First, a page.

Low Expectations for Door County Tart Cherry Crop
Tart cherry bloom in Door County is earlier than normal this year. Growers expect their orchards to be in full bloom from this weekend through the middle of May. But unlike other years, this season’s bloom is not promising a bountiful harvest.
Unseasonably warm temperatures in March have left many tree fruit growers in Northeast Wisconsin in quite a predicament. Tree fruit buds were so advanced that it was impossible to expect that they could have survived the normal freezing temperatures of April. Damage arrived in late March when trees were exposed to a wind freeze while at a very sensitive stage. And since then, flower buds have been exposed to freezing temperatures several times, trimming crop potential each time.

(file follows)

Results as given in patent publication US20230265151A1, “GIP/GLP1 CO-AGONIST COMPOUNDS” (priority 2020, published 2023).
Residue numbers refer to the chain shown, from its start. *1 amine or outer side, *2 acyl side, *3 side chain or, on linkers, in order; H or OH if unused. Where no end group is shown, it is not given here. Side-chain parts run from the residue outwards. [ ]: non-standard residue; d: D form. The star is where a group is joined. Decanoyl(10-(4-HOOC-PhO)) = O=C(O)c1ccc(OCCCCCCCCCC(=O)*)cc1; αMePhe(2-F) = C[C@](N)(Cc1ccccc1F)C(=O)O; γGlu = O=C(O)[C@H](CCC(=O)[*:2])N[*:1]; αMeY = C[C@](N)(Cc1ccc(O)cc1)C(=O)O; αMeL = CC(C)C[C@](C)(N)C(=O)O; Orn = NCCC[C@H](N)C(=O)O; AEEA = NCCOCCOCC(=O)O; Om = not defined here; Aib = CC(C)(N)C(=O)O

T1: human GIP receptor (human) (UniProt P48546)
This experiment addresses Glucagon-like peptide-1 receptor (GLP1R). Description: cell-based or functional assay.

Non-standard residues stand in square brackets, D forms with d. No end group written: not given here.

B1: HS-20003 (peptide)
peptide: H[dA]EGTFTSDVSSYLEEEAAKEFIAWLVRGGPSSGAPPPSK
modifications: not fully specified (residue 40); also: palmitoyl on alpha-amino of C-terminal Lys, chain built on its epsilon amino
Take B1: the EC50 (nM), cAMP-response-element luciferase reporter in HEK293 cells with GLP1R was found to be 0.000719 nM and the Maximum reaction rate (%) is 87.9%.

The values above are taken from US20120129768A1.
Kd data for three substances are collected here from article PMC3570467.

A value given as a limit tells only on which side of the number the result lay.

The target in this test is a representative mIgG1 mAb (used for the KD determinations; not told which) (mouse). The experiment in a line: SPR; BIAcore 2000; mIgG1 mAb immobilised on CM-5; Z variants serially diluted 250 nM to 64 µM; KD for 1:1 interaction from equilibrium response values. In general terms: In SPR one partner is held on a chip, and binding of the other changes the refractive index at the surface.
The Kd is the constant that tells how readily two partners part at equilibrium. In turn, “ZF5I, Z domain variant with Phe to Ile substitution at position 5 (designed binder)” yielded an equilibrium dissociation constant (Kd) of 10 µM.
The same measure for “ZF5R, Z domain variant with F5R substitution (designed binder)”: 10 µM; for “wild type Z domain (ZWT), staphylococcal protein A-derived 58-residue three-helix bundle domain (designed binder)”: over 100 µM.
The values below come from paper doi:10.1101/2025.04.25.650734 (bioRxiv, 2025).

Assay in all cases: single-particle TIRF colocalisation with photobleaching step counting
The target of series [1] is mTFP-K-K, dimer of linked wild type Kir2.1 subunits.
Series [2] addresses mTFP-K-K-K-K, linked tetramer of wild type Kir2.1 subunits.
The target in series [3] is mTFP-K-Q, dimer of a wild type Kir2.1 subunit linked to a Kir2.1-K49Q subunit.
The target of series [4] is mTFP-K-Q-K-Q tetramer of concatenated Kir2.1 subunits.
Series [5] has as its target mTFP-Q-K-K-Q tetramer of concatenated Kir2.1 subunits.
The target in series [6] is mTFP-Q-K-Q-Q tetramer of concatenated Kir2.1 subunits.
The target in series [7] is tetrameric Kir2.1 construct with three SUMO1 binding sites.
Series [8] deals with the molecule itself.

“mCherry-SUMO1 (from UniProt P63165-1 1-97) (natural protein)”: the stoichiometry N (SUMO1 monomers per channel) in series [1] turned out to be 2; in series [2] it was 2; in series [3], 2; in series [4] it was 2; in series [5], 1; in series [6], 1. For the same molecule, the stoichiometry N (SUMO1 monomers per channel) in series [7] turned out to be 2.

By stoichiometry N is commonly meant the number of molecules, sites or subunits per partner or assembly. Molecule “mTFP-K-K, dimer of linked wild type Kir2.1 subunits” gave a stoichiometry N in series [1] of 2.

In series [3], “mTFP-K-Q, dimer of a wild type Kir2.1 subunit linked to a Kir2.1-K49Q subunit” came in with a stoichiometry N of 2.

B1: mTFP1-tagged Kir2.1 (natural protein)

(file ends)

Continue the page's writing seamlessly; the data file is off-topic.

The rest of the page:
The last cherry crop disaster in Door County occurred in 2008, with only 600,000 pounds of production out of a potential 12,000,000 pounds. It is too early to say how bad 2012 will be, but it is possible that production may not exceed those 2008 numbers.
Cherry growers in other regions of the country have experienced damage due to the March warm spell as well. Michigan, which produces 80 percent of the total supply of tart cherries, has experienced much of the same early season damage to flower buds. Reports this week indicated that many commercial Michigan growers have experienced severe and devastating losses.
Wisconsin growers are hopeful that there will still be enough fruit to meet the demands of the local markets. To date, sweet cherries in the county have experienced some damage, but less extensive damage than the tart cherry crop.
Throughout the many years of Door County cherry history, operations today are much less diverse than they used to be. The cherry is the very center of most of the county’s orchard operations. 2012 will surely be a difficult year for growers.